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Porter v. Barnhart


September 26, 2007


The opinion of the court was delivered by: Honorable David H. Coar


Plaintiff Virgie Porter ("Porter" or "Plaintiff") applied for disability insurance benefits ("DIB") from the Social Security Administration ("SSA"). After the SSA denied her application and her reconsideration request, Plaintiff asked for a hearing. The Administrative Law Judge ("ALJ") who conducted the hearing concluded that Porter was not disabled for DIB purposes. After the Social Security Appeals Council denied Porter's request for review, she sought judicial review of the ALJ's decision, by filing a complaint against SSA Commissioner Jo Anne Barnhart ("Barnhart" or "Defendant"). At summary judgment, this Court found that there was an inadequate basis for the ALJ's ruling and remanded the case for additional proceedings. On remand, the ALJ produced a page that had been missing from the record, the absence of which was key to this Court's finding that there was an inadequate basis for the ALJ's conclusion. Now before this Court is Plaintiff's Motion to Alter or Amend the Final Judgment and Award Her Disability Benefits (Doc. No. 56), brought in light of this new evidence under Fed. R. Civ. P. 60(b)(2). After reviewing Plaintiff's case for reconsideration on the merits, Plaintiff's motion is DENIED.


The factual and procedural posture of this matter has already been described by this Court in its summary judgment opinion dated March 26, 2006 (Doc. No. 46) ("Summ. J. Op."). Therefore, for present purposes this Court need only summarize the relevant facts.

The ALJ was asked to consider "whether the claimant is entitled to a period of disability and Disability Insurance Benefits ("DIB") under Sections 216(I) and 223 of the Social Security Act. The specific issue is whether she is under a disability, which is defined as the inability to engage in any substantial gainful activity by reason of any medically determinable physical or mental impairment that can be expected to result in death or that has lasted or can be expected to last for a continuous period of not less than 12 months."

Applying the standard five-step DIB analysis of 20 CFR § 404.1420, the ALJ found that "claimant has at least one medically determinable severe impairment within the meaning of the Regulations," including "hypertension, non-insulin dependent diabetes mellitus, osteoarthritis of the left shoulder, a personality disorder NOS, a mood disorder with depressive features and anxiety secondary to medical complaints, and a pain disorder with both a medical condition and psychological factors." At step three of this analysis, however, he concluded that none of these impairments were sufficiently severe to qualify Plaintiff for presumptive disability under Appendix 1, Subpart P, Regulations No. 4 ("Appendix 1"). Then, at step four, the ALJ found that her residual functional capacity ("RFC") would allow her to perform "past relevant work," namely, the ownership and administration of a cleaning service. On this basis, Plaintiff was deemed not disabled.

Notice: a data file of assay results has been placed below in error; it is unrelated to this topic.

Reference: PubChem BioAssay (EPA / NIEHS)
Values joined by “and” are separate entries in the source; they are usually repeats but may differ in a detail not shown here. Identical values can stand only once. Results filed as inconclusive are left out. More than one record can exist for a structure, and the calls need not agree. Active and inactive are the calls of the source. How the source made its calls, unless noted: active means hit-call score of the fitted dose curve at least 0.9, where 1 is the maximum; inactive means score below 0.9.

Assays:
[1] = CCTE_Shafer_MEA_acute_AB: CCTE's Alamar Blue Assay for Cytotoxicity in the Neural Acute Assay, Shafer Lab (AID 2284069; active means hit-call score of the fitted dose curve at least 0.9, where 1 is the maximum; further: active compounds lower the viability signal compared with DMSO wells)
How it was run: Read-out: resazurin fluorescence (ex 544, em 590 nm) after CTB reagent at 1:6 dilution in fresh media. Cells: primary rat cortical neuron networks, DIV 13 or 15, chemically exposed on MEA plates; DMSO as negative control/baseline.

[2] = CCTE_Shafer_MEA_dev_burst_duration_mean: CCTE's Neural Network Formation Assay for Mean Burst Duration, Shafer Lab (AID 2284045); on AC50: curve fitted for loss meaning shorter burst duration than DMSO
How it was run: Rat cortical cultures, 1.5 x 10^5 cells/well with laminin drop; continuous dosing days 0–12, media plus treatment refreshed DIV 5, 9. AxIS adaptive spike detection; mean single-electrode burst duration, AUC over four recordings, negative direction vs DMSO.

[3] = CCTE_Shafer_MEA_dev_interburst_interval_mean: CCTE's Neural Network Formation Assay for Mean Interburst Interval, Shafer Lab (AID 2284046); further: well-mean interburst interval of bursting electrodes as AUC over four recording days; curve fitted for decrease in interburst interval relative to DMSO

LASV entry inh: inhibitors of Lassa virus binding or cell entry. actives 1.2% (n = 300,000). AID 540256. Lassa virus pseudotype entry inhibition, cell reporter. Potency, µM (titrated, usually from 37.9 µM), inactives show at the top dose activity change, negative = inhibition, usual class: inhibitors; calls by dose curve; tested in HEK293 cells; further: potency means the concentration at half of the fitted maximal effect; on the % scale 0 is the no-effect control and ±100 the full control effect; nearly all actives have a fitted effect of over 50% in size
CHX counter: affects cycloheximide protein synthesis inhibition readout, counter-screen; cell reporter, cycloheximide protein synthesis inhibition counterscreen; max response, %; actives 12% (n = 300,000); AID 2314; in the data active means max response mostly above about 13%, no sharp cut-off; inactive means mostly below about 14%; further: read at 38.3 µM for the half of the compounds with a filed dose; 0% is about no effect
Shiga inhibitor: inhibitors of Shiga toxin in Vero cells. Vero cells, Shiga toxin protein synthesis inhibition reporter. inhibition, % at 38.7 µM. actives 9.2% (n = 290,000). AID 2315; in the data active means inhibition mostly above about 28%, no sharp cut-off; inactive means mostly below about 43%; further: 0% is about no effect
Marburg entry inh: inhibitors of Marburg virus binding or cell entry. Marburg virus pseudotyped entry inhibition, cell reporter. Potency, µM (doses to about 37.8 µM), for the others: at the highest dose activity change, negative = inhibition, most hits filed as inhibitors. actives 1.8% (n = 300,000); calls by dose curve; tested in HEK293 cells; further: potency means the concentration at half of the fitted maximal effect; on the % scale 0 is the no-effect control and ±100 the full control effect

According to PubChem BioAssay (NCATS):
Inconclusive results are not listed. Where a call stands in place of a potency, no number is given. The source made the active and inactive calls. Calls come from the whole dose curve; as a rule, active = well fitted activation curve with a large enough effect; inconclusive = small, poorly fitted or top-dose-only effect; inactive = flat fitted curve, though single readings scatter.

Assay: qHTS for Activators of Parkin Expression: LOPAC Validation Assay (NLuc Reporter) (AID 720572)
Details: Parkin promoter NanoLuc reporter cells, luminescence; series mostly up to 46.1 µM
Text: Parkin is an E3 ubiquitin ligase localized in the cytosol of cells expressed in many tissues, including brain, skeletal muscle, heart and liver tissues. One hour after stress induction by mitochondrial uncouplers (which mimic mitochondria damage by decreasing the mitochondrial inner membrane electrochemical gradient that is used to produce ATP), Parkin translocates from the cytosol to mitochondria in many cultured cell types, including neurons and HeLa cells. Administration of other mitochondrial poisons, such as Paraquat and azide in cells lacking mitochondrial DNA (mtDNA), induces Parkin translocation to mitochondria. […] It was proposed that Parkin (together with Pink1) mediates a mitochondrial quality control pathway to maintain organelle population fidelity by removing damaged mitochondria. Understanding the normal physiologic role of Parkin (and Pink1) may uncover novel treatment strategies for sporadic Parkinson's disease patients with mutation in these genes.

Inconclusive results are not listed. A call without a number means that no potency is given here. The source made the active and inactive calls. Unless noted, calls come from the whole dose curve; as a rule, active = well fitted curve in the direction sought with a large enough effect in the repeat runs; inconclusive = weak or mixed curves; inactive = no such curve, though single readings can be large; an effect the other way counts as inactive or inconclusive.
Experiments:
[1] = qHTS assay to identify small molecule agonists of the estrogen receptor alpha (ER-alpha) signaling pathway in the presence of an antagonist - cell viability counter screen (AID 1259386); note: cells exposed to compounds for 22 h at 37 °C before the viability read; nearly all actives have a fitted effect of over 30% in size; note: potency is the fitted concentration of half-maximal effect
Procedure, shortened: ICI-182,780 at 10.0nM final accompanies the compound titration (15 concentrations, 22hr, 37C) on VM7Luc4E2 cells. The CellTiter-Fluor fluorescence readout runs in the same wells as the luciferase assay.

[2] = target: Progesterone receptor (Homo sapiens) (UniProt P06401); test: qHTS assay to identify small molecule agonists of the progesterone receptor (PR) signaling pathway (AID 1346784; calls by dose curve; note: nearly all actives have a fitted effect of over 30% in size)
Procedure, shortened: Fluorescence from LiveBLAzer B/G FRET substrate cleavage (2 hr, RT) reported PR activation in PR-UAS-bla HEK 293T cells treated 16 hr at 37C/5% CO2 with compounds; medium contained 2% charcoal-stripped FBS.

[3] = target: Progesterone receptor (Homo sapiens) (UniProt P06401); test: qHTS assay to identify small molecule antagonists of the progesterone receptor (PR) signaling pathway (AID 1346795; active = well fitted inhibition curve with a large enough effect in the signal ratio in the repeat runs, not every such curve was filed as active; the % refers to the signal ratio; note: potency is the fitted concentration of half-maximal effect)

In this Court's summary judgment opinion, we found that the ALJ had failed to adequately support his conclusions regarding Plaintiff's ability to work according to the applicable terms of Appendix 1. In light of the missing page, this Court was nonetheless "unable to reverse the ALJ decision and award benefits to Porter. The Court reache[d] this conclusion with great reluctance because the loss of a portion of the ALJ's decision prejudices Porter by delaying an ultimate decision on her claim and forcing her to relitigate at least part of that claim. That portion of the ALJ's decision that is contained in the record displays a lack of analysis or logical link between the evidence and the ALJ's ultimate findings." Summ. J. Op. at 15. As a result, the Court remanded the matter to the SSA pursuant to sentence four of 42 U.S.C. § 405(g) for additional proceedings pursuant to the opinion. During subsequent proceedings related to fees, this Court repeated its frustration over the SSA's failure to create a complete record, stating that "only the incompleteness of the record prevented this Court from reversing the ALJ and awarding benefits to Porter." Fees Op. at 4.

On remand, the ALJ produced the missing page to the parties. In light of this, Plaintiff has moved for reconsideration of this Court's prior opinion, arguing that the case should be reversed in light of the SSA's "egregious mishandling of this matter and the delay and wasted time and effort engendered by such mishandling," as well as the strong language of this Court's prior opinions on this issue.


Rule 60(b)(2) of the Federal Rules of Civil Procedure provides for relief from a final judgment due to "newly discovered evidence which by due diligence could not have been discovered" earlier. Fed.R.Civ.P. 60(b)(2).

Defendant has conceded that the new evidence makes vacation of the original remand order appropriate and urges this Court to simply consider the case on its merits and affirm or reverse and grant benefits as it sees fit. While this Court is inclined to do so and avoid any additional proceedings in this already prolonged matter, for the reasons stated below the failings discussed at summary judgment remain and the remand order will stand.

The Agency's final decision is subject to judicial review pursuant to 42 U.S.C. § 405(g), which provides that the findings "as to any fact, if supported by substantial evidence, shall be conclusive." The district court will uphold the ALJ's ultimate decision as long as the ALJ's findings of fact are supported by substantial evidence and there are no errors of law. Clifford v. Apfel, 227 F.3d 863, 869 (7th Cir. 2000) (citing Rohan v. Chater, 98 F.3d 966, 970 (7th Cir. 1996)). Substantial evidence is "such relevant evidence as a reasonable mind might accept as adequate to support a conclusion." Richardson v. Perales, 402 U.S. 389, 401, 91 S.Ct. 1420, 28 L.Ed.2d 842 (1971). The district court reviews the entire administrative record, but does not reweigh evidence, resolve conflicts, decide credibility questions, or substitute its own judgment for that of the Commissioner. Clifford, 227 F.3d at 869. This is a "deferential, but not entirely uncritical" standard of review, because the ALJ's decision will not stand "if it lacks evidentiary support or [contains] an inadequate discussion of the issues." Golembiewski v. Barnhart, 322 F.3d 912, 915 (7th Cir. 2003). This Court may not set aside an inference made by the ALJ simply because we find the opposite conclusion more reasonable or question the factual basis. Pancake v. AMAX Coal Co., 858 F.2d 1250, 1255 (7th Cir.1988).